Dr Kirsty Horsey
Progress Educational Trust
30 October 2002
St George's Hospital in London has become the latest hospital to be exposed over procedural errors in the provision of IVF treatments. It has been revealed that the wrong embryos were transplanted into the wombs of three women undergoing IVF at one of the hospital's clinics.
The error, which happened in April at the Diana, Princess of Wales Centre for Reproductive Medicine, involved three women. The first of these had only her 'poorer quality' embryos transferred into her womb, while her 'best quality' embryos were accidentally transferred to a second woman. The second woman's embryos were then implanted into a third woman.
Doctors at the clinic realised the mistake soon after it had happened and the two women with unrelated embryos were recalled to the unit to undergo procedures to prevent the embryos implanting in their wombs. The error was reported to the Human Fertilisation and Embryology Authority (HFEA), a government body charged with regulating and licensing the providers of fertility treatments.
Last week, it was reported that the head of the unit, Dr Geeta Nargund, had been suspended. Her supporters claim that her suspension is linked to her decision to report the three-way embryo mix-up to the HFEA and because she was outspoken about the management. But the hospital refuses to say why she was suspended. Since the mix-up, the IVF unit has closed, apparently due to 'financial reasons' and difficulties in recruiting the necessary numbers of experienced staff. St George's is proposing to ensure continuity for the patients by transferring them to a specialist unit at King's College Hospital. No action has been taken against the two doctors responsible for the mix-up.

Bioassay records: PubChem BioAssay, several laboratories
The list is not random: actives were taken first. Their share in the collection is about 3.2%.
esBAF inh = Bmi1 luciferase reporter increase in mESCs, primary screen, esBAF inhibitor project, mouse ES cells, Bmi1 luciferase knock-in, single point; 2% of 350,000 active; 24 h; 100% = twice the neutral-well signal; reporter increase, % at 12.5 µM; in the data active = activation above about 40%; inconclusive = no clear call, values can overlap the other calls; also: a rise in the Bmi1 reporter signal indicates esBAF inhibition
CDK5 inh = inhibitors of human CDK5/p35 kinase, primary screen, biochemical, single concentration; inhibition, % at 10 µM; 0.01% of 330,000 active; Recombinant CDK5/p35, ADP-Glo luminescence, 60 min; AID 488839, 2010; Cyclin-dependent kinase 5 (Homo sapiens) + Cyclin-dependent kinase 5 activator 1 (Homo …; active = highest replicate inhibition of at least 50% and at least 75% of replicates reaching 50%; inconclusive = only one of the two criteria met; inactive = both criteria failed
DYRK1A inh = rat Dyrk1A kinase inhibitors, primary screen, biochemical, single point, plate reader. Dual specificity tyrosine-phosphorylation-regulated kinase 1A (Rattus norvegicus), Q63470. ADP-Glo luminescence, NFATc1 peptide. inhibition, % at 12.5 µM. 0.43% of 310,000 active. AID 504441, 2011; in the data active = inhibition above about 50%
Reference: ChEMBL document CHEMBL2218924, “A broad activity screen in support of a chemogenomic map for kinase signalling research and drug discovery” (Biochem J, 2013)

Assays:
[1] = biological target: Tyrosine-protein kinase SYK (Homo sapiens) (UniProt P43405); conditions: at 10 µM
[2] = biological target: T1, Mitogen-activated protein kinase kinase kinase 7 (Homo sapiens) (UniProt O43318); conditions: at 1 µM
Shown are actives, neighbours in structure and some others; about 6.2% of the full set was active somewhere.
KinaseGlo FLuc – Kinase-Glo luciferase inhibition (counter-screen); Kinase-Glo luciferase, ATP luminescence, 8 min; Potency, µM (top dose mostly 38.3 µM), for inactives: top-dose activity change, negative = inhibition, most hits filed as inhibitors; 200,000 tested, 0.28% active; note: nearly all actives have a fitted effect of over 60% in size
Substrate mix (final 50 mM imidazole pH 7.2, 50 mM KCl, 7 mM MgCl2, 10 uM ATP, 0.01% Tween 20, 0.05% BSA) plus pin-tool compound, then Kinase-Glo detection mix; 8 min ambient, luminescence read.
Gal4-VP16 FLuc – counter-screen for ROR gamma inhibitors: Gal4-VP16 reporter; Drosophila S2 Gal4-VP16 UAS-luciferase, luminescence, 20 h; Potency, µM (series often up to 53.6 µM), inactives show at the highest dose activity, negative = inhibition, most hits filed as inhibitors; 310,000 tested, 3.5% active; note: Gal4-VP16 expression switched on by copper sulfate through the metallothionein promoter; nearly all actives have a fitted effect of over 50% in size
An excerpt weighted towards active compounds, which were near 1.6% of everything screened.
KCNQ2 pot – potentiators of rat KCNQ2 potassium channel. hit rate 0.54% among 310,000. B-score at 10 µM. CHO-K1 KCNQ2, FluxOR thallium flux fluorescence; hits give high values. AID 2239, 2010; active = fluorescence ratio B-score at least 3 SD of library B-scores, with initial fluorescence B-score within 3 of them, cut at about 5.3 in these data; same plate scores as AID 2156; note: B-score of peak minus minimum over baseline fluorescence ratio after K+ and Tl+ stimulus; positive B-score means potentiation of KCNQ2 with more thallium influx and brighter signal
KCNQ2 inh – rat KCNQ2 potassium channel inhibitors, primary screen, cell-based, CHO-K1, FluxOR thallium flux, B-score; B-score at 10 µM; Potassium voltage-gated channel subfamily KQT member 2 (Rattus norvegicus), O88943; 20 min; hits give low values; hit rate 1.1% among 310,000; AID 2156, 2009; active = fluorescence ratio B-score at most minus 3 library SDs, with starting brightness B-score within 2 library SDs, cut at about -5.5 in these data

© Copyright Progress Educational Trust
Reproduced with permission from BioNews, an email and online sources of news, information and comment on assisted reproduction and genetics.
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